Weight Loss Surgery DAY
After your Weight Loss Surgery you will wake up in the hospital, a bit groggy and without a lot of pain. You may actually feel happy. This is usually due to the excellent pain medication your doctor has already administered but it’s also due, in part, to the sense of relief that comes from knowing that you’re done and safe.
Pain is typically moderate on the first day. You still have your IV in your arm and it’s easy to administer pain medication as needed. Be sure to communicate to your nurse or your surgeon what you need. Individuals respond to pain differently.You will have 5 or 6 small incisions on your abdomen which will be sutured and covered to heal. The incision that typically causes the most pain is the site that the surgeon removed a large portion of your stomach. This is typically located in the lower left quadrant of your abdomen. It could also be on the right side. Look for the largest incision.At this point, you will be laying in a hospital bed so you may just feel a general sense of soreness across your abdomen. You may experience residual nausea from the anesthesia but this should improve quickly.
Nothing by mouth at this point. Some surgeons allow their patients to have mouth swabs. Others, allow a cup of ice every few hours. You’ll probably feel dehydrated and want to drink something, but you likely won’t be able to do this until the following day.Your throat is going to be sore and swollen from the ET tube (breathing tube during Weight Loss Surgery) so its not pleasant to eat or drink at this point anyways. You will be exhausted and while you might worry that you’ll be hungry, its likely that you will not be hungry. Part of your stomach has been removed and your hunger causing hormone (ghrelin) levels are likely low.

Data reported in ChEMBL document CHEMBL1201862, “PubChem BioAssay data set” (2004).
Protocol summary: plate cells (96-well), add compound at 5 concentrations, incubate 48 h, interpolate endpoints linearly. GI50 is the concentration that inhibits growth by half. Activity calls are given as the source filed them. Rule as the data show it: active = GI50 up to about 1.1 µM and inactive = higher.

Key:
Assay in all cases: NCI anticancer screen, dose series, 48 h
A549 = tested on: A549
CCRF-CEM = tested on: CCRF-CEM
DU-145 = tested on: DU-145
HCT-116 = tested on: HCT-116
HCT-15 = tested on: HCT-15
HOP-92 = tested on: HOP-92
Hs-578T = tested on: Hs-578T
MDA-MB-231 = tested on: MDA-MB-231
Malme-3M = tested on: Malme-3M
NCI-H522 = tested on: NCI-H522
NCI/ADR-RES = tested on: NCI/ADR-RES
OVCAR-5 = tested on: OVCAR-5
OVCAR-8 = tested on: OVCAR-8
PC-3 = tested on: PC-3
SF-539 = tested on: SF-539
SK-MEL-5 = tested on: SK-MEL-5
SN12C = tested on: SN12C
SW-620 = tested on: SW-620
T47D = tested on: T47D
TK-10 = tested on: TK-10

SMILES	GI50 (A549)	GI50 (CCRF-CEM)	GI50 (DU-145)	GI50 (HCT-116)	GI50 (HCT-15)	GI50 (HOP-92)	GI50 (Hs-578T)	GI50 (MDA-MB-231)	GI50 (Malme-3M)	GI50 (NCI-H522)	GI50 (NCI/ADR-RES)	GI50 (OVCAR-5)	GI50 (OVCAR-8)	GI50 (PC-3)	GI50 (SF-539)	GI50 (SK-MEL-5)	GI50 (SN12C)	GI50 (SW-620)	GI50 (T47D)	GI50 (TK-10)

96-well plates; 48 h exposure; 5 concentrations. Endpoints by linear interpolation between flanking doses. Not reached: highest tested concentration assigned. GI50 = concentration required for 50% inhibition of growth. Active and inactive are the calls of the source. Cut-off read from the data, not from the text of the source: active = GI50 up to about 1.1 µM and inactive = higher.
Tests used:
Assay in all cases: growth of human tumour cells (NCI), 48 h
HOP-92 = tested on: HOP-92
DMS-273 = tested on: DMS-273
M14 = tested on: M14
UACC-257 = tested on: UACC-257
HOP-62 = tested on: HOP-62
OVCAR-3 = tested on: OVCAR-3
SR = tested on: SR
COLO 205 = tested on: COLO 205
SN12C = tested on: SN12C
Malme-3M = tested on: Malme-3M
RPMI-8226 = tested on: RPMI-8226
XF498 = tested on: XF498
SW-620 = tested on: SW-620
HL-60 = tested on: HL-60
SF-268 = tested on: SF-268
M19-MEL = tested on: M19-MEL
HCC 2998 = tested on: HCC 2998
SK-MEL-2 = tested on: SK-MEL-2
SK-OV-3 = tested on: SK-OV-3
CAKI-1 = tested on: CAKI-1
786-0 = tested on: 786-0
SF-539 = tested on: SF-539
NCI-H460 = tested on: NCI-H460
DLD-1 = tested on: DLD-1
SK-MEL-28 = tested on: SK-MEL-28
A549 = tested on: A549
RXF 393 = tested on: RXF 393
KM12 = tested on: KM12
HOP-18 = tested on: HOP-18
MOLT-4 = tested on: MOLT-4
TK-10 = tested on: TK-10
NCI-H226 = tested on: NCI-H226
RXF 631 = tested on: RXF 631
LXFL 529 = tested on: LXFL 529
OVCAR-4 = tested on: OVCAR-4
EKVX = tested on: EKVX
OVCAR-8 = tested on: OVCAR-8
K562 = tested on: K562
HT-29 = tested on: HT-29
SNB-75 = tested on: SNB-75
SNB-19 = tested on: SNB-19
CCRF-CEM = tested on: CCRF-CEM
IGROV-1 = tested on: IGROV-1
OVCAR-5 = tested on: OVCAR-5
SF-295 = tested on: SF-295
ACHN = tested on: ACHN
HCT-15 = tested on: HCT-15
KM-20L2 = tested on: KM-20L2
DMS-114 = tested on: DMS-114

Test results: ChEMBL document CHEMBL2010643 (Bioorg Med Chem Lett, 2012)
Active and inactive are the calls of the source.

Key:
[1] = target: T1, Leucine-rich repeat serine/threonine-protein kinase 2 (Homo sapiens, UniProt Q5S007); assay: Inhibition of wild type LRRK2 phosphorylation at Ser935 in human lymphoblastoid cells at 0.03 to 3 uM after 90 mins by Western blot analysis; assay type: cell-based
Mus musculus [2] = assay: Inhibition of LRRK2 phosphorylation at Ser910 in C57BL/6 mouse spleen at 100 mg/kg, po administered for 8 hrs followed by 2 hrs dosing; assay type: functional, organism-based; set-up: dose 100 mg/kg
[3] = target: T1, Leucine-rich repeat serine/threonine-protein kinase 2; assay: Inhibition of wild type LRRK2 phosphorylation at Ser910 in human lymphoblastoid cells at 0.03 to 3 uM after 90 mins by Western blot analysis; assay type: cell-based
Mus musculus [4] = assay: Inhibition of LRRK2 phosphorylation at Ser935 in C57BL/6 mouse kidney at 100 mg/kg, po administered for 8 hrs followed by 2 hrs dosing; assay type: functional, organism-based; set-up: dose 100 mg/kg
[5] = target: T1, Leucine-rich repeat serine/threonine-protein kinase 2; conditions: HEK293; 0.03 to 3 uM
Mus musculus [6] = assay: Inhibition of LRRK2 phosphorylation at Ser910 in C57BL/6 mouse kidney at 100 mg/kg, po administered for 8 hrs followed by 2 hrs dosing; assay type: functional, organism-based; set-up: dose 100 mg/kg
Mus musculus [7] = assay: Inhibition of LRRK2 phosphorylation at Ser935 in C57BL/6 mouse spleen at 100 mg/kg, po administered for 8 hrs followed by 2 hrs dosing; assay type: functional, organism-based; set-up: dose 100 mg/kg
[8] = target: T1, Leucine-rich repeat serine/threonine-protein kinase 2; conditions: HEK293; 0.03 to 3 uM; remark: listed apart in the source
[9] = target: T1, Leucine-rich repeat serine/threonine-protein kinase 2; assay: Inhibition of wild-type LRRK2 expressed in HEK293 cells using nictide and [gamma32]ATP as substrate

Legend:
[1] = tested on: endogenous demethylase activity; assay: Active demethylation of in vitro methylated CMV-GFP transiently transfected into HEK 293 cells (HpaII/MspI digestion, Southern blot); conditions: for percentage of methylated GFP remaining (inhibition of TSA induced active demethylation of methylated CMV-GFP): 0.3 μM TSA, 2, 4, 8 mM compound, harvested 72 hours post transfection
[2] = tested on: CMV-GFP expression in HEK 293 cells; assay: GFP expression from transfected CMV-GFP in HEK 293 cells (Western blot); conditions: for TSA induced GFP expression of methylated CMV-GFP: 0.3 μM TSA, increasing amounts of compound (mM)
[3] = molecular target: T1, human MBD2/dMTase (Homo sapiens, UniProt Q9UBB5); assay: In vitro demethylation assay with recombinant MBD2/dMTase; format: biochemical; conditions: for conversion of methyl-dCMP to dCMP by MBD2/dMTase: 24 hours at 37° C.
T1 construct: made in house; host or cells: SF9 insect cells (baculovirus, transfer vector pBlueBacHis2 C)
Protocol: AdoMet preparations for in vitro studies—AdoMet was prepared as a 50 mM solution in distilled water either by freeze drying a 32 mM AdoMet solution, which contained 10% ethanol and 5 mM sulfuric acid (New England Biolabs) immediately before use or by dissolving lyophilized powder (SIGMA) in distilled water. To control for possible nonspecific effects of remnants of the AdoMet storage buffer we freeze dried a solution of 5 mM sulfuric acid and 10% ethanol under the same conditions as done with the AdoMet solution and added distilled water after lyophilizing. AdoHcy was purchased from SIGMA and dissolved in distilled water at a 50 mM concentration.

Your surgeon may actually want you up and walking. This is often to help reduce pain that can result from the CO2 used during laparoscopic Weight Loss Surgery. When you aren’t walking, you’ll mostly be on your back with a slight incline on the hospital bed.Getting out of bed the first day is difficult. Its almost like exercising a sore muscle. It will hurt. The more you are out of bed and walking, the better you will feel the following day.
The first day is full of a variety of emotions. You’ve undergone a complete change of life, forever. Food has been a lifelong friend, a companion, and a stress reliever. Many patients will ask themselves, “Did I do the right thing?” or, “What did I do to myself?”